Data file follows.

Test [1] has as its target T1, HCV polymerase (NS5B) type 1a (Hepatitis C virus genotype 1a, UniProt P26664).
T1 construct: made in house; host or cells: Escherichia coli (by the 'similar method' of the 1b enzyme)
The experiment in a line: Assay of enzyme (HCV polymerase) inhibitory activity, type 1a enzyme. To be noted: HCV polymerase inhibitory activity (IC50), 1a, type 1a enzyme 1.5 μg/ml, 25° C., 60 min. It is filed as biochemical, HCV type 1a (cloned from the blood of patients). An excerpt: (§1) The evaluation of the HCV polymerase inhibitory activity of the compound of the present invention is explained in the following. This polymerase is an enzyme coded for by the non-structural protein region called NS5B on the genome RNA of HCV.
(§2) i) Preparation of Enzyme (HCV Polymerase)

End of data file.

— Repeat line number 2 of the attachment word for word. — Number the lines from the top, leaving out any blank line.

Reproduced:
T1 construct: made in house; host or cells: Escherichia coli (by the 'similar method' of the 1b enzyme)